The government on Wednesday announced the appointment of a retired judge to probe spending by U.S. supermarket chain Walmart on lobbying in Washington to ease access to foreign markets, including India.
Walmart, in a disclosure report to the U.S. Senate, said it had spent $25 million over four years on lobbying, including issues related to "enhanced market access for investment in India".
The report has sparked a political ruckus in New Delhi with opposition lawmakers, who are against Walmart's entry into India, calling for an inquiry into whether any money was spent by the supermarket chain in India.
"The government will appoint a retired judge to hold a time-bound inquiry into the media reports regarding Walmart," Parliamentary Affairs Minister Kamal Nath said in the Lok Sabha.
Walmart has said there was nothing illegal about the practice and the U.S. State Department also stated no laws had been broken. On Wednesday, Walmart reiterated that allegations of improper conduct on its part were untrue. "The allegation that a routine U.S. lobbying disclosure form reflects improper conduct on our part in India, is false. This disclosure has nothing to do with political or governmental contacts with India government officials," it said.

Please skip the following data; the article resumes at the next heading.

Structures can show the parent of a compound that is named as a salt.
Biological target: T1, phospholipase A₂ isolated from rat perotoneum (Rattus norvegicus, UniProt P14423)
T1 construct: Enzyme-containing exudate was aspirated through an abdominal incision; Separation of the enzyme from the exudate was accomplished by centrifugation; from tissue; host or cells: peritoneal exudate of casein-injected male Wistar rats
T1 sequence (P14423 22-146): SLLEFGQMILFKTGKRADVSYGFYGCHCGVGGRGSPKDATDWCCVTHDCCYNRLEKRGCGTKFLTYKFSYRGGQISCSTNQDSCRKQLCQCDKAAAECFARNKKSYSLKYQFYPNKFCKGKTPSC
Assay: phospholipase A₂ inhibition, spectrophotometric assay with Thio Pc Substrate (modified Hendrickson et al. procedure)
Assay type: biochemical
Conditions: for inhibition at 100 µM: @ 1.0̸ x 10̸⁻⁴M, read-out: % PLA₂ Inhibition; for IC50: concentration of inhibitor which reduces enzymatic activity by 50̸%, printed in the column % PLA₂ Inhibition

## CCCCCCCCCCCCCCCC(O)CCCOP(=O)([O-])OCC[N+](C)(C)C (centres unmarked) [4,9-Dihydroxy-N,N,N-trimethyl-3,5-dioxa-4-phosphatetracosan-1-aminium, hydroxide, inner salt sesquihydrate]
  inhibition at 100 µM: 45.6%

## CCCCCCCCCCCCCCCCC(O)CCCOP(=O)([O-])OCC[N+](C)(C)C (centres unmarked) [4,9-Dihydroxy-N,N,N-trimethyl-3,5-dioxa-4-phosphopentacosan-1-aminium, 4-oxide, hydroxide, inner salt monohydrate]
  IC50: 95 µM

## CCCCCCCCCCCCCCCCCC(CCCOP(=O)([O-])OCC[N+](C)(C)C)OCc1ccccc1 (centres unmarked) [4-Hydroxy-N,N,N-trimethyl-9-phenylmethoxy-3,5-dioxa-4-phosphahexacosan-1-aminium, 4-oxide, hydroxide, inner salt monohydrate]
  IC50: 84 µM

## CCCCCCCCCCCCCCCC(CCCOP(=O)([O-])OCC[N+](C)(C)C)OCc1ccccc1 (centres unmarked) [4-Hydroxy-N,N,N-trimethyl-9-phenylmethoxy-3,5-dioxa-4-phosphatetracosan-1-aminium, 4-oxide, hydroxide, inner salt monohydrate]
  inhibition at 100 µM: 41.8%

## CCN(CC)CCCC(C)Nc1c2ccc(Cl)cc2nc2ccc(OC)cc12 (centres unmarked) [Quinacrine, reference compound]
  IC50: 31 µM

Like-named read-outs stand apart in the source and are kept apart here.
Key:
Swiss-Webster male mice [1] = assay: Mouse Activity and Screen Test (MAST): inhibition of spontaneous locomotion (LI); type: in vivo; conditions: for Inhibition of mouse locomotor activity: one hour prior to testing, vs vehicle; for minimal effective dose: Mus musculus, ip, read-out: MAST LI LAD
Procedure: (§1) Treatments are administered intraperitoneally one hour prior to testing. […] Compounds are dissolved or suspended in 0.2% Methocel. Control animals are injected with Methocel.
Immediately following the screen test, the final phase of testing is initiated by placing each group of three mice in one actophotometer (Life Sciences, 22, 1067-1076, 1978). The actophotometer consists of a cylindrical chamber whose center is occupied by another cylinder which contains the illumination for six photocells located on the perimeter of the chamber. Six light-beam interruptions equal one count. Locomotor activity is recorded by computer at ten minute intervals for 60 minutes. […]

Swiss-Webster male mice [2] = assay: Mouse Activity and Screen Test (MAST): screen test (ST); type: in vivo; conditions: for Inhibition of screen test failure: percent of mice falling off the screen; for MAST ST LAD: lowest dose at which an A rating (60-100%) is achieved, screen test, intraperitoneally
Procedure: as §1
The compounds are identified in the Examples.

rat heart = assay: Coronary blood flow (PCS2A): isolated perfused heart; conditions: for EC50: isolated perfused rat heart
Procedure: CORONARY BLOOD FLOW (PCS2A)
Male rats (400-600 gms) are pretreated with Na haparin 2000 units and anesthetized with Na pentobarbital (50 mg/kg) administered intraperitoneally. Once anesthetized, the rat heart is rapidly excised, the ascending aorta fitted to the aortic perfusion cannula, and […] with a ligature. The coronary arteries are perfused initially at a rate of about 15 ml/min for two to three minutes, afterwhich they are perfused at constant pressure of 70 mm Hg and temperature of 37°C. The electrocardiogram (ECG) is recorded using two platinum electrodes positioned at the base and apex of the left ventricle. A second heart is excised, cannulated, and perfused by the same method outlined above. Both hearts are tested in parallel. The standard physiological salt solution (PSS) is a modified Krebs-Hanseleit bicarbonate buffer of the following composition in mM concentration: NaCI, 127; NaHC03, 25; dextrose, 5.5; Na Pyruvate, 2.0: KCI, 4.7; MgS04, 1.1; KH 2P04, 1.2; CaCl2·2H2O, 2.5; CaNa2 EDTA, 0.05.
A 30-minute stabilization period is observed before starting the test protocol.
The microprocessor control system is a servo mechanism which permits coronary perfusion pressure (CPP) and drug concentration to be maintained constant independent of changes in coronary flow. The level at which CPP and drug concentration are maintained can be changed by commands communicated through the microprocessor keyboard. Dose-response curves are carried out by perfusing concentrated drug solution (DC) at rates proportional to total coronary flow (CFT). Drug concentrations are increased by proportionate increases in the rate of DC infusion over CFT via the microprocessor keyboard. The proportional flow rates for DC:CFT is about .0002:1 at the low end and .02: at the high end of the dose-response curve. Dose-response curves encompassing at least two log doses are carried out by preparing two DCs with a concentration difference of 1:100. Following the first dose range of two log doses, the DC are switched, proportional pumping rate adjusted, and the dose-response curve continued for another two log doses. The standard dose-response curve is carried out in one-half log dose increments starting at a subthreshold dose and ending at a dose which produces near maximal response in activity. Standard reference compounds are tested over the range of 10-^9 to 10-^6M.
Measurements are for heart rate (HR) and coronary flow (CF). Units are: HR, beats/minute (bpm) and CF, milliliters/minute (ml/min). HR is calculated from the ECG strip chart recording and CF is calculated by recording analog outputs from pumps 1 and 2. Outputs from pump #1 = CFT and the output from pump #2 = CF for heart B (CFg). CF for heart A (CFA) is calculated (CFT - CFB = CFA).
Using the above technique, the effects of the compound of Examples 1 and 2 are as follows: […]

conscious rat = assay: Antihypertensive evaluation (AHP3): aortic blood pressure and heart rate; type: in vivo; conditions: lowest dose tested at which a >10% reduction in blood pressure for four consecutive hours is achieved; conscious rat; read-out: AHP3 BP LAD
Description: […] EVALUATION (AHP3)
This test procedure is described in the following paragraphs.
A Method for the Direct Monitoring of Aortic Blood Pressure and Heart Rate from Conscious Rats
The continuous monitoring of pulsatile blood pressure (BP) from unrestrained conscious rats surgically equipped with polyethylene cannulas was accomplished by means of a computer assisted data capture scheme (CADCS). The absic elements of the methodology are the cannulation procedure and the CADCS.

US ambassador to India Nancy Powell also defended the retail giant, saying Walmart had incurred the lobbying expense in the United States and not in India.
"What has happened is accusations that this money was bribery. What it is, is lobbying. In the US, those are two very separate things," Powell was quoted as saying in a newspaper.
The opposition, led by the BJP, has pounced on Walmart's disclosure report to stall parliamentary proceedings.
Walmart reiterates that allegations of improper conduct are untrue Walmart incurred lobbying expense in U.S. and not in India: Nancy Powell
Walmart reiterates that allegations of improper conduct are untrue
Walmart incurred lobbying expense in U.S. and not in India: Nancy Powell